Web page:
- Greek Chorus: Tom and Huck are this in theory, as they sit in the bushes and observe the action from the outside. They don't actually contribute anything worthwhile to the story.
- Heat Wave: "It's so hot!"
- Informed Attribute: We're told that Rebel is a smart dog, which might be a bit easier to believe if he didn't drink out of muddy puddles and nearly get run over three times during the climatic "rescue" scene.
- Insistent Terminology: Santa doesn't let you forget about the predicament he's in.
- Jump Cut: Rebel gets out of the path of the fire truck via a really bad edit (presumably cutting out someone running into the shot to physically move the dog).
- Last Episode, New Character: The Ice Cream Bunny doesn't appear until the climax to rescue Santa.
- Lens Flare: Used a few times in shots of the sun to illustrate Santa's complaints about how hot it is.
- Mind Screw: To say that the movie has a tendency to be random, bizarre and nonsensical is an understatement.
- Mondegreen: Santa calling out "Kim!" is often misheard as "Kid!"
- Nested Story: The "Thumbelina" short...which even has its own credits. Which in turn has a nested story of "Thumbelina" in with a story of a girl going to Pirates World. The "Jack and the Beanstalk" version is less so, since that film didn't have a kid going to Pirates World.
- Never Trust a Title: The titular Ice Cream Bunny doesn't show up until the last five minutes of the movie, and the majority of the movie is the "Thumbelina" story (or "Jack and the Beanstalk", depending on what version you're watching).
- No Name Given: While summoning the kids, Santa calls each one out by name, except for the three girls jumping rope, to whom he simply calls out, "Girls!"
- Non-Indicative Name: As pointed out below, no explanation is given for why he's called the Ice Cream Bunny. He's not made of ice cream, nor is he shown handing out or eating ice cream. He drives a firetruck instead of an ice cream truck. The filmmakers seem to have assumed that the Ice Cream Bunny was so well known that, like Santa, he required no introduction. This is apparent when Santa's reaction to seeing him come to the rescue is "The Ice Cream Bunny! Of course!"
- One-Book Author: The only known directorial credit for the mysterious R. Winer, though some Google sleuthing suggests he might be this guy, who was based in South Florida.
- Only in Florida: Where else could a film like this be made? Or take place?
- Out of Character: Instead of being "chubby and plump, a right jolly old elf", this Santa is a rather skinny Drama Queen who spends most of the film whining.
- Out-of-Genre Experience: From Santa's sleigh predicament to a cheap theme park adaptation of "Thumbelina".
- Parasol Parachute: Near the beginning we see a kid jumping off a roof using a porch umbrella like a parachute. Incredibly, he lands unharmed, and there isn't even a Don't Try This at Home warning!
- The Pirates Who Don't Do Anything: The Ice Cream Bunny supplies no ice cream whatsoever. He drives a firetruck instead of an ice cream truck.
- Plot Hole: Early in the movie one kid asks why Santa doesn't try just taking a plane home. Santa replies if he did he would have no way to take his sleigh with him. This would be directly contradicted at the end where, after the ice cream bunny rescues him in a firetruck and takes him back home, his sleigh magically teleports back to the North Pole with him. (It also raises the question of how the Bunny supposedly drove him all the way to the North Pole, unless his firetruck can also fly.)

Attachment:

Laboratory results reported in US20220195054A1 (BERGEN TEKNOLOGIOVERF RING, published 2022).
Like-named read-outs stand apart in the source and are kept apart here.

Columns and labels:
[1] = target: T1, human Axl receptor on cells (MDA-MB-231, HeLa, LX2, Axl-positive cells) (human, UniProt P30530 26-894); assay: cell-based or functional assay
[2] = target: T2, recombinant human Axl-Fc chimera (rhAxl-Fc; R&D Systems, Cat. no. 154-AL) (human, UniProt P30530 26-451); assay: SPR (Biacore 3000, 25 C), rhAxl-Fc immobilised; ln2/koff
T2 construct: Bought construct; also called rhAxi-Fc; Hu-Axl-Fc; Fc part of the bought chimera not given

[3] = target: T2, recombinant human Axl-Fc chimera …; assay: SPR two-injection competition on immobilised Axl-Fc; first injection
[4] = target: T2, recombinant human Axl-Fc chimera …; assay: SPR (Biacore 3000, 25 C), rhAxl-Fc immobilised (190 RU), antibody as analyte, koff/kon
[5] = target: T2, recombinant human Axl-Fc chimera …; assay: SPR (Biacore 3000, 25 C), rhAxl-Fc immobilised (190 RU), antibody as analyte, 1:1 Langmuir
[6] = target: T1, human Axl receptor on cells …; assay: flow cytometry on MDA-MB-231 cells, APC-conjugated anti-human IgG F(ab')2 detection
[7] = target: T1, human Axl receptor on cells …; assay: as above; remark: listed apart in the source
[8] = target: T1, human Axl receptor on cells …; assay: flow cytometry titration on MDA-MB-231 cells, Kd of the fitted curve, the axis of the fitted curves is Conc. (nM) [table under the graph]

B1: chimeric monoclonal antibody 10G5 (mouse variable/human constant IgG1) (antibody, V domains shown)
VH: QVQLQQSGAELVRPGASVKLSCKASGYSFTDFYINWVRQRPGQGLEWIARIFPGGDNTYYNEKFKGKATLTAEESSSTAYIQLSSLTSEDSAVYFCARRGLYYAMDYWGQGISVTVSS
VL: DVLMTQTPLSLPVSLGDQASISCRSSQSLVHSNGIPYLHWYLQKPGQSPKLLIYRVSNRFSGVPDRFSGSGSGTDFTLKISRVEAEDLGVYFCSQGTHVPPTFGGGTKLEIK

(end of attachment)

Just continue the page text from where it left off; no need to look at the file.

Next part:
- Product Placement: For Pirates World theme park. The internal evidence suggests this film was created to double-dip off pre-existing movies previously funded by the park's owners for the kiddie matinée circuit.
- If you sense desperation, it's because Disney opened Walt Disney World the year before. A year after the film was released, Pirates World was bankrupt. By 1975, the place was closed. Not long after, the park was razed and condos built in its place.
- Psychic Powers: Santa seemingly uses telepathy to call out to the kids, which is shown in the most bizarre way possible: first we see the kids playing and doing other activities, each kid (or group of kids in a few shots) is shown for a few seconds before we freeze-frame and cut to another. After cutting back to Santa, we show the kids (still frozen) with Santa's echoey psychic voice calling their names, at which point they unfreeze and run to him in slow motion.
- Public Domain Character: Tom Sawyer and Huck Finn, who serve no purpose to the plot other than extra Padding. It also stars Santa Claus who gets stuck in Florida.
- Remember the New Guy?: "My old friend, the Ice Cream Bunny!"
- Saving Christmas: Santa is stuck in Florida, and according to the calendar he presents at the end of the film, there are only five days until Christmas.
- Scare Quotes: Starring JAY CLARK as SANTA, and "KIDS" from RUTH FOREMAN'S PIED PIPER PLAYHOUSE, implying that whoever did the opening titles was skeptical of their ages or acting ability.
- Serial Escalation: Inverted, and then generally played with oddly. The very first animal brought in to try and move the sleigh is a gorilla (suit-wearing man), followed by a mule, a pig, and then a sheep...then a cow...
- The Speechless: The Ice Cream Bunny doesn't seem to be able to talk.
- Stock Footage: One of the elves peers outside the workshop to view a clip of some reindeer on a green landscape of the North Pole.Mike Nelson: Crap, it's July! We missed Christmas!
- Stop Trick: The sleigh's disappearance at the end of the film.
- Those Two Guys: Tom and Huck, who were just paddling around in a lake when they hear the commotion of the kids being summoned by Santa. They swim to shore and run after the group, then spend the rest of the movie standing behind a bush watching everything unfold without getting involved.
- Unusually Uninteresting Sight: During the climax, the Ice Cream Bunny drives through the Pirates World theme park, and the people at the park pay no mind to an anthropomorphic rabbit driving through in an antique fire truck carrying kids and a dog.